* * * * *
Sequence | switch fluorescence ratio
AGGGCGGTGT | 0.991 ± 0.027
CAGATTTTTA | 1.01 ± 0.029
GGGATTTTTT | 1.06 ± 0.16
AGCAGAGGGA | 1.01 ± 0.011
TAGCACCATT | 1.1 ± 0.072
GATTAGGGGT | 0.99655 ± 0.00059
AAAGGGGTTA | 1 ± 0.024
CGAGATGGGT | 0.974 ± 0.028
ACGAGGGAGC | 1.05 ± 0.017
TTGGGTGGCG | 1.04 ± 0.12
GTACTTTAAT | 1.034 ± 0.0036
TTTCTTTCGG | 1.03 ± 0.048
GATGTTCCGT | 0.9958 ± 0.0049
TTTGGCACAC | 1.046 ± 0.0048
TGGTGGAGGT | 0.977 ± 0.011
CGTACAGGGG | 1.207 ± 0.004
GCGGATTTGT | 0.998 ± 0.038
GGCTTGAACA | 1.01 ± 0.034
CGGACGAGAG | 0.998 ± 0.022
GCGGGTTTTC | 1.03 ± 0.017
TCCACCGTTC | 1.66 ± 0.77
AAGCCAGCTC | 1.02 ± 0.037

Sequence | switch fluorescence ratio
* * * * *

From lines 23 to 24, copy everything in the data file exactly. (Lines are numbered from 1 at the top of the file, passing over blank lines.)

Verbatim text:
AAGCCAGCTC | 1.02 ± 0.037

Sequence | switch fluorescence ratio